Thursday, October 19, 2006

After video: what's Next

At the beginning of the year I picked up a prediction, saying that video was going to be the next thing. And indeed it is. The video service YouTube is being acquired by Google at a new economy price of more than a billion US dollar. This, while Google did have a video service of its own. The money must burn in their pockets.

And of course, now everyone is following the trend and has to have a video service. Was blogging trend a year ago, now video is the trend? So blogging gets less attention, while the user logs peak on vlogging. No longer a text embellished with photographs suffices; you will need moving pictures, regardless of the quality.

So following the trend, Dutch services are running a race in order to get their video service set up. Three Dutch information providers, all traditional publishers, are moving in order to have their service. Geenstijl, (No style) with a minority share of the newspaper company De Telegraaf, has started its own service. Ilse, part of Sanoma Magazines, is busy with NU.tv and follows the route of citizens’ journalism to get eventually to a video service.

But more impressive looks the news site that PCM publishers are setting up. Together with the commercial broadcast company Talpa, PCM is testing a beta service for photographs and movies. The service, which is going to be called Skoeps.nl, will build up a network of professional video makers and citizens who will deliver movies about news items. The 500 video makers should deliver two scoops a week. The rights to the movies will stay with Talpa and revenues will be shared 50/50 between PCM and the movie maker. Vodafone will participate as mobile partner for the mobile photographs, but also for the mobile distribution. Also the Dutch newswire ANP is partnering with Skoeps for the distribution of the movies.

In the coming months we will be flooded with movies. If the logistics of Skoeps work out with two scoops a week by 500 reporters, the service will deliver 1.000 scoops a week. This is more than their fully paid reporters bring in text and photographed items in the national newspapers of the company. But it will most probably also quantity over quality of the scoops.

I am going to search for the next content trend. Citizens’ journalism has already been overtaken by entertainment. I guess that the novelty of the video services has worn off by the beginning of next year. I do not want to be the old, cynic man, but what will be the next content trend?

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Blog Posting Number 541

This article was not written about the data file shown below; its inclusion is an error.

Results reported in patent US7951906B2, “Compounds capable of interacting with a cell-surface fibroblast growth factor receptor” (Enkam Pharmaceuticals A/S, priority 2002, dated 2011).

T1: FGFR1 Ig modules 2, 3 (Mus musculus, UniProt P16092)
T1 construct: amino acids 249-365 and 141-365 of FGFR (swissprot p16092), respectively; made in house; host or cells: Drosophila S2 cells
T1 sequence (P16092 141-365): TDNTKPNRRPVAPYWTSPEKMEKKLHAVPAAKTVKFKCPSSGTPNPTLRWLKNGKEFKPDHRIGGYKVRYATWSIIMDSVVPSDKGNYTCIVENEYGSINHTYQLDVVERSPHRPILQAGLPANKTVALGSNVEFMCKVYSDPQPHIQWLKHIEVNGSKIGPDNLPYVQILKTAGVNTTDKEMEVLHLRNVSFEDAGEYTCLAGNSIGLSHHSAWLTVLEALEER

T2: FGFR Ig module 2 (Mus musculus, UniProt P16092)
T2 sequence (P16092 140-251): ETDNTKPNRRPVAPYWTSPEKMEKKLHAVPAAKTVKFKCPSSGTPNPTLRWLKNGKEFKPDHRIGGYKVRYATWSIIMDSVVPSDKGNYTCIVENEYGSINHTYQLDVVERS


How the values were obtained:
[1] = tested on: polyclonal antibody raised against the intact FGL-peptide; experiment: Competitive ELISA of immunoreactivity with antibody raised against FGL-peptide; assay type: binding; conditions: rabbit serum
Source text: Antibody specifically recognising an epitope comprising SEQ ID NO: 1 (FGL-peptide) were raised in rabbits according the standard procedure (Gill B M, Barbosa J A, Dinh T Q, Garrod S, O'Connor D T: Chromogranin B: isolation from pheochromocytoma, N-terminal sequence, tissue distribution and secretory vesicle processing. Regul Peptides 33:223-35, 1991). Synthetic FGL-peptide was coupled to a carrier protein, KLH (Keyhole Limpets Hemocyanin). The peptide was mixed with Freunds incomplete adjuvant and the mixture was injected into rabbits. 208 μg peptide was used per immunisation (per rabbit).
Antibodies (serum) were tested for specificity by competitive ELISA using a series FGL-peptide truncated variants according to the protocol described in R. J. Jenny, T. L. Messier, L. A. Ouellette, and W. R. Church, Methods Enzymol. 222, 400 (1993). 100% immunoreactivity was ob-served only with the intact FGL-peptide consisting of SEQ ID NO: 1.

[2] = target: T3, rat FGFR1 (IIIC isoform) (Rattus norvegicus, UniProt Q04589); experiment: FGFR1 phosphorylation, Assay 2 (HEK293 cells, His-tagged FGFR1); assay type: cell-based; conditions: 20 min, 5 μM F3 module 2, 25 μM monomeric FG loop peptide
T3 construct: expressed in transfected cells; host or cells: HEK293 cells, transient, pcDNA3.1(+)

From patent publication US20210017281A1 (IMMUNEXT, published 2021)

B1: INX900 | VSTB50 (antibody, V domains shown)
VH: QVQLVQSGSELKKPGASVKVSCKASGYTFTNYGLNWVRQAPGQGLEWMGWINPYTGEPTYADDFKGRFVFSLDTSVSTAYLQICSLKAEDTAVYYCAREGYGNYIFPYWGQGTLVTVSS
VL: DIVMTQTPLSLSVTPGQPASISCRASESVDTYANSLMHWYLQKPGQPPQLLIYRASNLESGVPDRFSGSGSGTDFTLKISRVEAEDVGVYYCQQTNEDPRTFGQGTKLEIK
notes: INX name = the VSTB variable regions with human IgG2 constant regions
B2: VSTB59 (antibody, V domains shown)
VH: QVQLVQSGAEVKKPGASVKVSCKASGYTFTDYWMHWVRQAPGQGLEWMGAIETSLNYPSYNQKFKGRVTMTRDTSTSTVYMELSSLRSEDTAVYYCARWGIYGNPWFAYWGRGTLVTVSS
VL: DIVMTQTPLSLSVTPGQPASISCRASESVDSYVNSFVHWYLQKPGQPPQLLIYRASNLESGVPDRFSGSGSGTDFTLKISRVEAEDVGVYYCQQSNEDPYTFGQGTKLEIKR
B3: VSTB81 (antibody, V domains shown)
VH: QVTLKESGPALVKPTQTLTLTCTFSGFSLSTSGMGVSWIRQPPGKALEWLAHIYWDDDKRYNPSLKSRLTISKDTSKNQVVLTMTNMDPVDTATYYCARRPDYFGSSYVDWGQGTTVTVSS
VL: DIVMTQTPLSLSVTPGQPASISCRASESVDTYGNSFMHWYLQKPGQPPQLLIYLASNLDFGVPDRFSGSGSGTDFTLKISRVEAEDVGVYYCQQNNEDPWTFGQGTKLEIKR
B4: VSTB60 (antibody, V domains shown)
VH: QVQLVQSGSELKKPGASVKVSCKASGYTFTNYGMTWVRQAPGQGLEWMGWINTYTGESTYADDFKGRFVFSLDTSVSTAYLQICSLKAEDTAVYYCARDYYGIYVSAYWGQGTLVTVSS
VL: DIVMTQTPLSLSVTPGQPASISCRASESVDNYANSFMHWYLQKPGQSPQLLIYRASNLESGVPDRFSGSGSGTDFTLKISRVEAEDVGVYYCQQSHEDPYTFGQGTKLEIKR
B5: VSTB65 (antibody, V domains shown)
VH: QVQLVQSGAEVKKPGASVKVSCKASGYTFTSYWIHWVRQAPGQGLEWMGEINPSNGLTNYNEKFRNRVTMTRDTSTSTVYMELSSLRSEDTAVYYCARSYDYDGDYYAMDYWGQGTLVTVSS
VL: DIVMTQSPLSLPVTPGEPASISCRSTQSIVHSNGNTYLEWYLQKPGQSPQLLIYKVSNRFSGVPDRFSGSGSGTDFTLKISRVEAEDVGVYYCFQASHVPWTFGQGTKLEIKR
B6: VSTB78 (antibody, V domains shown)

2 comments:

Jak Boumans said...

hoong has left a new comment on your post "After video: what's Next":

I think the globe is carried away by a few mega successes discovery via YouTube or similar services.

Personally I think the purchase of Google is a copy of the dot.com bubbles. On the other hand, if Google has more than 100 billions, 1.6 billions is just small change. But do the other companies have such deep pockets? The problem is, to me at least, it is creating the wave for the next pit-fall for most media companies. If they follow blindly to chase the rainbow.

I once worked for a company (in the US of course) that went on a spending spree during the dot.com era. Management spent 26 billions for a company that we, the lowly employees, think worth less than 10 billions. A year later, this same company is doing mega lay-offs, selling factories and other propteries to pay for their debts.

And then of course we are familiar with the story of how WorldCom inflated their numbers on internet subscribers?

Sorry Hoong, I rejected the original message

Jak Boumans said...

hoong has left a new comment on your post "After video: what's Next":

I think the globe is carried away by a few mega successes discovery via YouTube or similar services.

Personally I think the purchase of Google is a copy of the dot.com bubbles. On the other hand, if Google has more than 100 billions, 1.6 billions is just small change. But do the other companies have such deep pockets? The problem is, to me at least, it is creating the wave for the next pit-fall for most media companies. If they follow blindly to chase the rainbow.

I once worked for a company (in the US of course) that went on a spending spree during the dot.com era. Management spent 26 billions for a company that we, the lowly employees, think worth less than 10 billions. A year later, this same company is doing mega lay-offs, selling factories and other propteries to pay for their debts.

And then of course we are familiar with the story of how WorldCom inflated their numbers on internet subscribers?

Sorry Hoong I rejected the message first for no good reason